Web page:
Leslie Korn with the Center for Traditional Medicine in Olympia, WA was granted $5,000 for her work on "Massage Therapy for Indigenous Women of Cabo Corrientes, Mexico". Since 1977 the Center for Traditional Medicine (CTM) has directed a small public health clinic in rural Mexico. Founder, massage therapist, and researcher Leslie Korn, Ph.D., has hosted volunteer health professionals and made massage therapy available to impoverished locals. This grant provides funds to expand the clinic's efforts into additional villages to provide treatment for those suffering from chronic pain as well as untreated or insufficiently treated injuries. Two massage therapists will give one-hour massages in the rural clinic or travel overland as necessary to reach immobilized clients. Many of these clients work in the fields, tend their families in inadequate conditions, travel rough terrain by foot, and correspondingly suffer from osteoarthritis of the elbows, hands, and knees. Massage therapy is meant to enhance their indigenous solutions for pain resolution and mobility, and promote self-care. This grant was sponsored in part by Biotone.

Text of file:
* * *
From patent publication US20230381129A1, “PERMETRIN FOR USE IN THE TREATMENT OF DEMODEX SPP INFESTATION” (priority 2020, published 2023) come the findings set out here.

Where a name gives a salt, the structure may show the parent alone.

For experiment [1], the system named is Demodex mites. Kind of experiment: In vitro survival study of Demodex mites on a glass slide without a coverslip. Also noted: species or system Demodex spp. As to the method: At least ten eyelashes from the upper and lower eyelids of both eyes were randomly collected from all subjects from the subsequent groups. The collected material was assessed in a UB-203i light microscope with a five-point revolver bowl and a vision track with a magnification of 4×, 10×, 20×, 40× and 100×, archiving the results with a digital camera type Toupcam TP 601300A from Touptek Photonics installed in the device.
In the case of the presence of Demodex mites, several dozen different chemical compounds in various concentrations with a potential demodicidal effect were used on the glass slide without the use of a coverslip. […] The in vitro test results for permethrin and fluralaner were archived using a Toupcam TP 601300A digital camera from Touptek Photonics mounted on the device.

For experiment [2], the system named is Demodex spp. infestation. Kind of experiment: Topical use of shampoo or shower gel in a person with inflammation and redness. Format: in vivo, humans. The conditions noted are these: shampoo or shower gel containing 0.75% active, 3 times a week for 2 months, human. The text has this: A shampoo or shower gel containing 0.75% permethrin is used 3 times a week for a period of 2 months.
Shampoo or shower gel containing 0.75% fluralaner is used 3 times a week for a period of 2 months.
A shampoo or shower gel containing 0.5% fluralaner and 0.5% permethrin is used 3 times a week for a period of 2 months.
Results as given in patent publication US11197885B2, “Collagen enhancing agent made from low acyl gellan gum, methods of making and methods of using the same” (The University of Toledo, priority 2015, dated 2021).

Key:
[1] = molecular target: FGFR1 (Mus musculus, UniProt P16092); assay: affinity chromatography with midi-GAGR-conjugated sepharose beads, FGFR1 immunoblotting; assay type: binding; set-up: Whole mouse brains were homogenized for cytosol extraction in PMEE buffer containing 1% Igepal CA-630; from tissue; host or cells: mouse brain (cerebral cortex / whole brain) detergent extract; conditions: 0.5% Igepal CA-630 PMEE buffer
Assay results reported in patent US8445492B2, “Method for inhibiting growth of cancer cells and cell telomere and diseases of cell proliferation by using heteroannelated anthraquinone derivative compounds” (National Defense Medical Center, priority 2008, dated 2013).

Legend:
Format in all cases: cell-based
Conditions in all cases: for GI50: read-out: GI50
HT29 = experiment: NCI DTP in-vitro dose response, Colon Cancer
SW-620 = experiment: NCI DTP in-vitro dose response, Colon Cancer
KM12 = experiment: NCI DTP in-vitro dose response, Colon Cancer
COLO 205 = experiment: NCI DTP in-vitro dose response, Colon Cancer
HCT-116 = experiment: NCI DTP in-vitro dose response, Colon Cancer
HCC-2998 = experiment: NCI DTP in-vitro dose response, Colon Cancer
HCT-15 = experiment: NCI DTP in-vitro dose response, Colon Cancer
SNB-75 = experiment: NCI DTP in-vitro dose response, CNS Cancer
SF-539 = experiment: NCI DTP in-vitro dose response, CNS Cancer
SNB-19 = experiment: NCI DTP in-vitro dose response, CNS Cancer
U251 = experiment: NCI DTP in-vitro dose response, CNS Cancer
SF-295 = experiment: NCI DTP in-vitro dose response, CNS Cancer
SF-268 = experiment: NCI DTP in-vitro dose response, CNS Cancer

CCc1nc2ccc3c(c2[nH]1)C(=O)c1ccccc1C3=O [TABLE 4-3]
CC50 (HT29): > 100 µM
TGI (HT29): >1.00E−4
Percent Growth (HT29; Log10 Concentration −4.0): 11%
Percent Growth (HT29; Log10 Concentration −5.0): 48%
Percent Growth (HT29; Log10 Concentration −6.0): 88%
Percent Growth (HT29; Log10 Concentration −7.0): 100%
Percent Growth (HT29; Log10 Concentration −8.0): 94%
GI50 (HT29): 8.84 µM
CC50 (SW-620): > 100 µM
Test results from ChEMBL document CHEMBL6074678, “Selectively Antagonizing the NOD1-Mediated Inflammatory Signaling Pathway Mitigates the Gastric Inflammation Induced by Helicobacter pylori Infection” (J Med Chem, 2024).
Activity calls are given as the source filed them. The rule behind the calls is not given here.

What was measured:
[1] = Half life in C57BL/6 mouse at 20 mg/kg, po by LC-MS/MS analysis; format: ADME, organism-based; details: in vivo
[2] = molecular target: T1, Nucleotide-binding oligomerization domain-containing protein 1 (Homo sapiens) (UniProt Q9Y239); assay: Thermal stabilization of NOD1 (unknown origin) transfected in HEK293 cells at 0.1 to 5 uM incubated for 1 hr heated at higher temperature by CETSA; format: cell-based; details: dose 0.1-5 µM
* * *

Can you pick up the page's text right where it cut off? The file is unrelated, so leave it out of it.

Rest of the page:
Shay Beider of Tucson, AZ was granted $5,000 for her work with "Integrative Health Care Solutions/Integrative Touch for Kids". She has designed this no-cost healing retreat getaway at an Arizona ranch that serves as a haven for children who have developmental disabilities, genetic conditions, chronic, acute, and life-limiting illnesses. More than 60 healing arts practitioners (including 15-25 massage therapists) blend their expertise to provide access to therapies to assist in pain management, improve quality of life, and empower the children to be part of their own healing processes. This grant allows for two days of tailored training for 15 massage therapists prior to each healing retreat. They'll learn massage techniques especially for these special needs children, unique communication methods, additional skills for relating to family members and caregivers, safety guidelines, and specifics to help them adhere to limitations. By the end of the grant reporting period, an additional 20 massage therapists will be eligible to provide massage to these children and 14 children with special needs and their 44 family members will have benefited from a Healing Retreat.